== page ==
Alternative funerals: What is available?
Planning a funeral for a loved one can be quite a daunting prospect. They meant so much to you in life, so you want to make sure that you do them justice by giving them the send-off that they deserve. But, just because the majority of people go for a traditional religious funeral service in a church, that doesn’t mean that you have to do the same.
Give your loved one a funeral that suits their beliefs and character, knowing that it would have been exactly what they wanted. A free service such as the site Beyond can help you find a funeral director to take care of all the funeral arrangements, but in the meantime, take a look at some alternative funerals available to give you some ideas.
If you don’t want to stray too far away from what is considered “the norm”, why not consider adding a theme to your traditional funeral? Maybe the person who passed away had a favourite colour or sport, so people can wear something that matches their passion. Maybe they loved reading, in which case you could have a book-themed funeral and even give away one of your loved one’s books to each of the friends and family who attend.
The main difference between a regular funeral and a memorial service is the presence of the deceased’s body. This is perfect if you’d like to have a private cremation or burial with just the immediate family, but you’d like to give others a chance to pay their respects too. You can simply arrange a memorial service at a later date to honour the memory of your loved one, opening the invitation up to everyone.
If you don’t want a big, traditional funeral service with lots of people attending, you can opt for a committal service instead. A committal service is a short service, either at the graveside or crematorium, where just a small gathering of immediate family and friends attend.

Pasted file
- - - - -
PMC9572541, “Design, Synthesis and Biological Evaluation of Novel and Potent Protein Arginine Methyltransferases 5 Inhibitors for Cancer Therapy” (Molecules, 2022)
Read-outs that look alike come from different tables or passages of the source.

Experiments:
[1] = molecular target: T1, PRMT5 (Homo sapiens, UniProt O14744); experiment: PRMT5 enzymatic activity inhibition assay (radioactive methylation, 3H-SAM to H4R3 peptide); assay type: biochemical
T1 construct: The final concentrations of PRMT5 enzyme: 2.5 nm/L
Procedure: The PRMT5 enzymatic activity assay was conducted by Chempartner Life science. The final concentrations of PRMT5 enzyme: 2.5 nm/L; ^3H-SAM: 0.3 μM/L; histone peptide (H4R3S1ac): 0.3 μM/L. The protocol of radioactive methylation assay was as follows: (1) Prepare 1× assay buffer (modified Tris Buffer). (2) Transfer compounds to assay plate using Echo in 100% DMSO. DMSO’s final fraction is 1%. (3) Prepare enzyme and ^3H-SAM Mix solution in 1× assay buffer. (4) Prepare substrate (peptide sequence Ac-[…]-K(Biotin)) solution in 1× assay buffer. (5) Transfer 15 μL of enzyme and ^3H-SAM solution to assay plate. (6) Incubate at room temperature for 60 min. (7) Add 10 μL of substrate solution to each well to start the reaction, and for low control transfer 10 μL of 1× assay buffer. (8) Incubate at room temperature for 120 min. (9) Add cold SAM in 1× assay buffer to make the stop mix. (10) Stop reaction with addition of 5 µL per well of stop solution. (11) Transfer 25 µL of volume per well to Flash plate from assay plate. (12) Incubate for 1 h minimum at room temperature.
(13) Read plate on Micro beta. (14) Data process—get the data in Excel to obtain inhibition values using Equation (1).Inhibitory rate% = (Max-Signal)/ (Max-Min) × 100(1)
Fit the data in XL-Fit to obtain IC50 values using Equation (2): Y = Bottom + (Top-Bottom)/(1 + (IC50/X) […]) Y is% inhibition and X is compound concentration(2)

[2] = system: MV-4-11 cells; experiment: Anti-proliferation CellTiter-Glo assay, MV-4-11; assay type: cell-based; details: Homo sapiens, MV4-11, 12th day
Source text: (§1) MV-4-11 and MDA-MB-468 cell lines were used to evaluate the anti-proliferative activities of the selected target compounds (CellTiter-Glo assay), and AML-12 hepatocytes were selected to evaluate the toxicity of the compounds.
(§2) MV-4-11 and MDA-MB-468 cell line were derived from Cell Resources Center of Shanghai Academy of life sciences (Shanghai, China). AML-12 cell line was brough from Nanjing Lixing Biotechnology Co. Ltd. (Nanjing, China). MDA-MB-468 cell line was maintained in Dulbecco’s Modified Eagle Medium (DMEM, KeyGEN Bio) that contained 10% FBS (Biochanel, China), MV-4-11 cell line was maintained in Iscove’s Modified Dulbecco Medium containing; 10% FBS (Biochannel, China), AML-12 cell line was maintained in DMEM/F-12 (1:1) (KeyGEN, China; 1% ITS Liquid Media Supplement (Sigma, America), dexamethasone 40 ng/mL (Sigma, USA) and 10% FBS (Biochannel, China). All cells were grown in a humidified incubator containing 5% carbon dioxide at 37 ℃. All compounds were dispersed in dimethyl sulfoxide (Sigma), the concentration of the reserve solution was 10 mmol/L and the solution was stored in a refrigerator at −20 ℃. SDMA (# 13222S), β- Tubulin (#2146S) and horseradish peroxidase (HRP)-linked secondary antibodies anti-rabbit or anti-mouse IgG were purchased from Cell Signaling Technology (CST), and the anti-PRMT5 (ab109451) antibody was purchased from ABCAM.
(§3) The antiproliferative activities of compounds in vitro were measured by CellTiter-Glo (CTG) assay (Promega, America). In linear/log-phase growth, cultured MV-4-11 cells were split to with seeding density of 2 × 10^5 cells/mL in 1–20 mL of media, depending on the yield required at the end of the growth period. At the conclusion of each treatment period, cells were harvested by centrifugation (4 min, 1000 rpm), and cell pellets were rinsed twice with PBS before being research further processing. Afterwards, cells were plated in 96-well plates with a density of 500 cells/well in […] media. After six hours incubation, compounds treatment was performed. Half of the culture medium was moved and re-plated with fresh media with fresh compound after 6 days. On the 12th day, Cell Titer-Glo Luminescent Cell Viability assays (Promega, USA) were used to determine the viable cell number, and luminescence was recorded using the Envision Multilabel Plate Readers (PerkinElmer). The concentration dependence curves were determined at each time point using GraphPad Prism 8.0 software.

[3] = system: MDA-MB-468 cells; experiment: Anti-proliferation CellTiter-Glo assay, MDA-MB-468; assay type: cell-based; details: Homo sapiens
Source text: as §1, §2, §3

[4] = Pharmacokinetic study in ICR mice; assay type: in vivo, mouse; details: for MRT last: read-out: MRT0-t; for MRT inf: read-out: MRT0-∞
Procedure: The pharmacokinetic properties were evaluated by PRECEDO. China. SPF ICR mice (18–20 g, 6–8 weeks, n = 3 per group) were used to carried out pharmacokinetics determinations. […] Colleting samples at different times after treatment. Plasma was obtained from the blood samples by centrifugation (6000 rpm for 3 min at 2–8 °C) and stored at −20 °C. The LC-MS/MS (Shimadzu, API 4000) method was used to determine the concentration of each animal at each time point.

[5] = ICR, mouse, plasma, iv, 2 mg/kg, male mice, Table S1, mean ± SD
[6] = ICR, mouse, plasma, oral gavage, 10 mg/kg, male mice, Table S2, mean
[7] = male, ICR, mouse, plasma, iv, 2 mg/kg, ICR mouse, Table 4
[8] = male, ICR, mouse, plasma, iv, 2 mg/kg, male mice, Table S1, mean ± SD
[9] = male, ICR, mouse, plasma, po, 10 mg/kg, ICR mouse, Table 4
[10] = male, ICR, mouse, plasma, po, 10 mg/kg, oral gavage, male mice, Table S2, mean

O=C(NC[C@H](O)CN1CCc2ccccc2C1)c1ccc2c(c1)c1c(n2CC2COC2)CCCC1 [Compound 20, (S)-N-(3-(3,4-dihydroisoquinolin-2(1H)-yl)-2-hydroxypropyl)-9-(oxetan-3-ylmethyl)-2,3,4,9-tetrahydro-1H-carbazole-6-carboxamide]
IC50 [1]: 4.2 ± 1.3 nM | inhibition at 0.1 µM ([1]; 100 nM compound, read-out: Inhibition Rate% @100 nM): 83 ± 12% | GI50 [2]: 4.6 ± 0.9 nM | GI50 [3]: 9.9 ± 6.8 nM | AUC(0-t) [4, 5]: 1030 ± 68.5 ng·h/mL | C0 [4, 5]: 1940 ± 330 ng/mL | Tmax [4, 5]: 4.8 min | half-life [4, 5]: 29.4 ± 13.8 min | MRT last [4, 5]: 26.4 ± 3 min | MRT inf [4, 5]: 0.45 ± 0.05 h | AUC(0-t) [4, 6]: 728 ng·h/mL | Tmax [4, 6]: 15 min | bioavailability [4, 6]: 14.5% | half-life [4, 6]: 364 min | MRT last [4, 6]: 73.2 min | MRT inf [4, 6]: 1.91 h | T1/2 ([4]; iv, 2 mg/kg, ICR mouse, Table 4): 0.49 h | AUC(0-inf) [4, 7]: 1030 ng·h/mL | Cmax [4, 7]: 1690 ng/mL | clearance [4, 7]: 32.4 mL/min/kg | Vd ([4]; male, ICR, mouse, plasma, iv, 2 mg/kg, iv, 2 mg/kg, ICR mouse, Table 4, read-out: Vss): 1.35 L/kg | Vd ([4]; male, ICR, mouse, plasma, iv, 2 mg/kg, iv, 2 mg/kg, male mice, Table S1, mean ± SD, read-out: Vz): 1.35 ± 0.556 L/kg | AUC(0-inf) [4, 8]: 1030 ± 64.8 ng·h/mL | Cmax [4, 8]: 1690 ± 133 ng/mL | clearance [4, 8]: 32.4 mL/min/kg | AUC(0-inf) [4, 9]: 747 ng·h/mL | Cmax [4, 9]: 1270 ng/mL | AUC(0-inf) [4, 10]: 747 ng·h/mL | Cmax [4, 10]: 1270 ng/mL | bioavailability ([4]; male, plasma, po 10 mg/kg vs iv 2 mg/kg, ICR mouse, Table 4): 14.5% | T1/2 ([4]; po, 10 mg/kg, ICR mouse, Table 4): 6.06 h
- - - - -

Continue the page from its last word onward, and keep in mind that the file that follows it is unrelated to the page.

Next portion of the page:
Some people decide that they don’t want a funeral or any type of service at all, which is an option that not everyone realises is possible. In this case, the funeral directors take care of everything and your loved one is given a private cremation without any attendees at all, but with the same level of care and respect as you’d get at a regular service. The ashes are then returned to you afterwards. This is also a much cheaper option.
This is the way that funerals always used to be and some people might choose to still do this even today. A home funeral is when the body of the person who passed away is kept at home, rather than at a morgue, so that family and friends are free to pay their respects before the burial or cremation takes place.
With climate change and environmental issues becoming ever more prevalent in today’s society, more and more people are opting for a funeral service that reflects the lifestyle and beliefs that they followed before they passed away. If you’re someone who’s keen to do the best that you can for the planet, then you can opt for an eco-friendly funeral. This can include anything from avoiding the pollutants associated with cremation, to choosing a biodegradable and environmentally-friendly coffin, to planting a tree or flowers in a woodland burial site, as opposed to having a gravestone.
These days, more and more people are professing to have no religious beliefs whatsoever. In which case, a humanist funeral might be the right option for them and is ever-increasing in popularity. This type of funeral doesn’t follow any order or service like a religious funeral and, in fact, the writing and conducting of the service can all be done by the friends and family. Most, however, choose to hire the services of a celebrant to help carry this out for them.
Celebration of life
Similar to a themed funeral, a celebration of life is often full of bright colours and encourages people to smile, laugh, be happy and celebrate everything that they loved about the person who’s gone before them. It’s about sharing memories and, often, sharing drinks in order to raise a glass to that person’s life.